Next week I’m headed to Illinois to scout a 240-acre property (pictured below) with Aaron Milliken, a land specialist with Whitetail Properties. The plan is to set trail cameras, hang stands, and hopefully zero in on a few mature bucks for our hunt this November.
But Milliken already has a head start on me. Last week he sent me this photo of a monster 8-point in velvet.
He caught the buck coming out to feed at the north end of a cornfield, right in the middle of the property (see the red dot below). Right now we’re just trying to take inventory of the farm: see how deer are moving through it, locate where they’re feeding, and find out if any other mature bucks might be in the area. This buck obviously caught our attention, so with a handful of cameras we’ll try to pattern his routine later this summer and into the fall.
How are we going to do that without blowing this buck into another county? Here are some tips from Milliken.
1) Set’em and forget’em
Set your trail cameras and leave them alone for 3 to 4 weeks, Milliken says. It’s tempting to run out and check cameras every week to see if bucks are using the area, but patience is key right now. If you just let the cameras run, you’ll distribute less scent and spook fewer deer. If we bust this buck right now, we could push him off the property or, at the very least, throw off his daily pattern. Then we’ll have to start all over again. One way to avoid spooking bucks is using a trail camera that sends photos directly to your phone or email. We’ll be testing out the Reconyx Hyperfire PC900.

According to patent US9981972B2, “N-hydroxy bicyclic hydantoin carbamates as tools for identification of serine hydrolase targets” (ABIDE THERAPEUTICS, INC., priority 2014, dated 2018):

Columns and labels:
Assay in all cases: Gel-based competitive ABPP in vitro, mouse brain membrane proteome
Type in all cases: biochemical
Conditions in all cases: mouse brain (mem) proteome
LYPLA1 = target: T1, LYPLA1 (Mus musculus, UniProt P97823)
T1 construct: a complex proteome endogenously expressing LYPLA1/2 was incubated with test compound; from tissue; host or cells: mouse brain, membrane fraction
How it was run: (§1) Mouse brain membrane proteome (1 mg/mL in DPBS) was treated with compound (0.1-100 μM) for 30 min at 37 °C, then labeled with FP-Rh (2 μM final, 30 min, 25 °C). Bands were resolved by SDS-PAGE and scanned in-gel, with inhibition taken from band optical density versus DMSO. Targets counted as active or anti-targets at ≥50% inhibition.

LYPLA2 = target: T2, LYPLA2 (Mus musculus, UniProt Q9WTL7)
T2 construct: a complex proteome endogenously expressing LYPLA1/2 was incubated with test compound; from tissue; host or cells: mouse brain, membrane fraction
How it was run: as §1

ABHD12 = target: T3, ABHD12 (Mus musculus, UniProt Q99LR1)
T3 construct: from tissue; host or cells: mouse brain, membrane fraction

2) Drive, don’t walk
Milliken, and a lot of other hunters in the Midwest, will drive to his camera setups (either in his truck or a tractor) instead of walking in. In farm country, deer are used to seeing trucks and tractors. They might run out of the field when they see a vehicle coming their way, but they won’t leave the property. When the disturbance disappears, they’ll just return to feeding. But if you walk in on mature buck, there’s a good chance you’ll scare him into a different zip code.
3) Night shots can be deceiving
This buck is actually bigger than he looks. Milliken says that night photos don’t always do a buck justice. You can add about 10 inches to your estimated score (if you’re in to that kind of thing) when you’re looking at a nighttime shot.
4) Don’t get too aggressive
Yeah, it’d be nice to know exactly where this buck is bedding, but it’s not critical right now. We’ve got a good idea that he’s laying low somewhere in the timber to the north, so we’re just going to let him be and stay out of there. Over the next few months we’ll see if the buck develops a pattern that will give us an opening. But for now, we wait. The last thing we want to do is screw up our November hunt in August.
To see three killer stand locations we set up for November, click here.